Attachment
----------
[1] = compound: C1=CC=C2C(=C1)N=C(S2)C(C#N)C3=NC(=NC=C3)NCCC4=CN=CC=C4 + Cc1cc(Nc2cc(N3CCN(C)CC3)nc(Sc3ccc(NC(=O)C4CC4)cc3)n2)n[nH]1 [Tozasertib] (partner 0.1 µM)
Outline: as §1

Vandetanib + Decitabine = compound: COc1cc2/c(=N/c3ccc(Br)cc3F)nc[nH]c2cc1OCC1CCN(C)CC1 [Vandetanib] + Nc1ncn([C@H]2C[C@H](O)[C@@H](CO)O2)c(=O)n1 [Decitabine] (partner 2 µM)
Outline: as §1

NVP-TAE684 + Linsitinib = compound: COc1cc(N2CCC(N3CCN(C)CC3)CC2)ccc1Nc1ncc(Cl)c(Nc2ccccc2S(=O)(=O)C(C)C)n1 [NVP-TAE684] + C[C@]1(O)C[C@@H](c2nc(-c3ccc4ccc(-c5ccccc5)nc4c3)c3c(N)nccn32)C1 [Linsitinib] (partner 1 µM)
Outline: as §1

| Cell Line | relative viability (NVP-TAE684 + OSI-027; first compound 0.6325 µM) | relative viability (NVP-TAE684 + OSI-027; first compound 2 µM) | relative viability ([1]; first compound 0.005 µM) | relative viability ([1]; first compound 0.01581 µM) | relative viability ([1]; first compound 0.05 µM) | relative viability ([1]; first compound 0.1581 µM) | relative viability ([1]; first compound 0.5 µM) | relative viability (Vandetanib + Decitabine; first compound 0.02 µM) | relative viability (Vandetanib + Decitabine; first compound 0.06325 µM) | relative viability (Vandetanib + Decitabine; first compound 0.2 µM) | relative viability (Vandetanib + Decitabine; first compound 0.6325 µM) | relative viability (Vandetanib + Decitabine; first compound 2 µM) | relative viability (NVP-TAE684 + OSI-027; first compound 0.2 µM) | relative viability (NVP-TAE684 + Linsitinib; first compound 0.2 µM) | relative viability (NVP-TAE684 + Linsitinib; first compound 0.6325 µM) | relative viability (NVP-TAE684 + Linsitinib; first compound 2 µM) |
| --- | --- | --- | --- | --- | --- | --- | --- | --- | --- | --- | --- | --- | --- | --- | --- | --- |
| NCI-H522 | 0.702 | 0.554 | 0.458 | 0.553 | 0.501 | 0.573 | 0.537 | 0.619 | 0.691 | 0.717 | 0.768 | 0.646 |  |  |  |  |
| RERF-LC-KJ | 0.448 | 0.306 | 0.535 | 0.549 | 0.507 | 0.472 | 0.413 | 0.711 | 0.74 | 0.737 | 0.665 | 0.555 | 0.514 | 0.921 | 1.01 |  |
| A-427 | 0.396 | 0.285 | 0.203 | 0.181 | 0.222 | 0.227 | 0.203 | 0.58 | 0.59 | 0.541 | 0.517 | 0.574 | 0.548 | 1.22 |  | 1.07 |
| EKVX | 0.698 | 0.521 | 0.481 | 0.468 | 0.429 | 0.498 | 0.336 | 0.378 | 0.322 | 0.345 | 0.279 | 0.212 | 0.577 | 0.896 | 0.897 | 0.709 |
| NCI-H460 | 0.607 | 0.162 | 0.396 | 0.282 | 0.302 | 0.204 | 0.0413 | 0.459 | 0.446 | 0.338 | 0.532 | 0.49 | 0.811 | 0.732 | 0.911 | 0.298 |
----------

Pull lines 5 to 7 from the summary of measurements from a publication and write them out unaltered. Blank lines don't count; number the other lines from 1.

NVP-TAE684 + Linsitinib = compound: COc1cc(N2CCC(N3CCN(C)CC3)CC2)ccc1Nc1ncc(Cl)c(Nc2ccccc2S(=O)(=O)C(C)C)n1 [NVP-TAE684] + C[C@]1(O)C[C@@H](c2nc(-c3ccc4ccc(-c5ccccc5)nc4c3)c3c(N)nccn32)C1 [Linsitinib] (partner 1 µM)
Outline: as §1

| Cell Line | relative viability (NVP-TAE684 + OSI-027; first compound 0.6325 µM) | relative viability (NVP-TAE684 + OSI-027; first compound 2 µM) | relative viability ([1]; first compound 0.005 µM) | relative viability ([1]; first compound 0.01581 µM) | relative viability ([1]; first compound 0.05 µM) | relative viability ([1]; first compound 0.1581 µM) | relative viability ([1]; first compound 0.5 µM) | relative viability (Vandetanib + Decitabine; first compound 0.02 µM) | relative viability (Vandetanib + Decitabine; first compound 0.06325 µM) | relative viability (Vandetanib + Decitabine; first compound 0.2 µM) | relative viability (Vandetanib + Decitabine; first compound 0.6325 µM) | relative viability (Vandetanib + Decitabine; first compound 2 µM) | relative viability (NVP-TAE684 + OSI-027; first compound 0.2 µM) | relative viability (NVP-TAE684 + Linsitinib; first compound 0.2 µM) | relative viability (NVP-TAE684 + Linsitinib; first compound 0.6325 µM) | relative viability (NVP-TAE684 + Linsitinib; first compound 2 µM) |